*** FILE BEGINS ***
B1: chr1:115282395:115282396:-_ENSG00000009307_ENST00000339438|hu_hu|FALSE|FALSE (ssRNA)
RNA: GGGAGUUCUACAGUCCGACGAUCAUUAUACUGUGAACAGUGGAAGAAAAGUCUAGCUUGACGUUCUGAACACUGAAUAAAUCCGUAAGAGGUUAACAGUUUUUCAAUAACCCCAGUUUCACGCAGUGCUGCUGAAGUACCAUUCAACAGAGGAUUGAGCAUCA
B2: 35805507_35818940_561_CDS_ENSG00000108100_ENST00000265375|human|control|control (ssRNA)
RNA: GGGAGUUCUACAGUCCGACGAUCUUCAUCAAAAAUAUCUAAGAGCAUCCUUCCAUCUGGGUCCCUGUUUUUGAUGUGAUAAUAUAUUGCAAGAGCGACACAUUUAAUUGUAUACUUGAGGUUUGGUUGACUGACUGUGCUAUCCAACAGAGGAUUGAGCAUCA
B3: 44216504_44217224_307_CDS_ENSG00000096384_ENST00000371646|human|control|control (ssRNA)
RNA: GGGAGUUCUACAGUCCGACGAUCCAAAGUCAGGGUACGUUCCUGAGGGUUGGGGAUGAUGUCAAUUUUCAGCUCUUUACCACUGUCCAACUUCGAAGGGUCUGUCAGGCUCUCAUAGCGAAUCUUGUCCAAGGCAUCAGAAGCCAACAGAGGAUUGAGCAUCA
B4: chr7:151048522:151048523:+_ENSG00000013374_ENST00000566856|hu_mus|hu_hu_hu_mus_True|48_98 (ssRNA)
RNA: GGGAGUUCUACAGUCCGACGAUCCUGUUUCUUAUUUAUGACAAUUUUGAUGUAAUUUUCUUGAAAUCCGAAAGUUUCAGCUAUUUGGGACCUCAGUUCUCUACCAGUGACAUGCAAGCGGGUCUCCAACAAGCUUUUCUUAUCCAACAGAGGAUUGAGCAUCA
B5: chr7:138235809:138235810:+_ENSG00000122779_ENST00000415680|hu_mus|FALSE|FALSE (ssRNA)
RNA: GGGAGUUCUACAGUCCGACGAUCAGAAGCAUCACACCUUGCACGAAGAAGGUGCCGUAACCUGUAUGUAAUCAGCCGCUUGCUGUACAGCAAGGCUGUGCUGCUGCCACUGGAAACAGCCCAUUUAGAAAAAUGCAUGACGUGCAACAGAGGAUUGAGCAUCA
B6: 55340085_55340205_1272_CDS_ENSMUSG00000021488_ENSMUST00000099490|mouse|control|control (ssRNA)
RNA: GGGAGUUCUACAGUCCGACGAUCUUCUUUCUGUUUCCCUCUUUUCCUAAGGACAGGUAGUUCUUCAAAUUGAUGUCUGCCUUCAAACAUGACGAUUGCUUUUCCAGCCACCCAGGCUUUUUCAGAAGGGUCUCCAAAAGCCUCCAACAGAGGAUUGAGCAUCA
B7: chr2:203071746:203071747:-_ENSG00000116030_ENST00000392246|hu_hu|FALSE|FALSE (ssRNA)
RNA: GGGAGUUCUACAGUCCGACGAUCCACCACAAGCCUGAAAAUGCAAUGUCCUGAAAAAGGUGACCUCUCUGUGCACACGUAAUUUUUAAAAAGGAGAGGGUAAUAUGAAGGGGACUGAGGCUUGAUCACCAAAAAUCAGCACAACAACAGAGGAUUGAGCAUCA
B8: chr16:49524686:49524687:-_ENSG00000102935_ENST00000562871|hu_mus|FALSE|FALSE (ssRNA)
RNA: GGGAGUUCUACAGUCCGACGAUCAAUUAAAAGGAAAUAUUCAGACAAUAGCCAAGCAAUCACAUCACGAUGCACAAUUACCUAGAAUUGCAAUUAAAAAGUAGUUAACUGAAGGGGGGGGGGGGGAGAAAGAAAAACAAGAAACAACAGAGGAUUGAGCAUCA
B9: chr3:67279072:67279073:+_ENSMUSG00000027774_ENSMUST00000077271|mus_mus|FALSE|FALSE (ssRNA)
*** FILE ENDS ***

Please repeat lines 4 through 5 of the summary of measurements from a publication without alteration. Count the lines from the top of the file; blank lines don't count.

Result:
RNA: GGGAGUUCUACAGUCCGACGAUCUUCAUCAAAAAUAUCUAAGAGCAUCCUUCCAUCUGGGUCCCUGUUUUUGAUGUGAUAAUAUAUUGCAAGAGCGACACAUUUAAUUGUAUACUUGAGGUUUGGUUGACUGACUGUGCUAUCCAACAGAGGAUUGAGCAUCA
B3: 44216504_44217224_307_CDS_ENSG00000096384_ENST00000371646|human|control|control (ssRNA)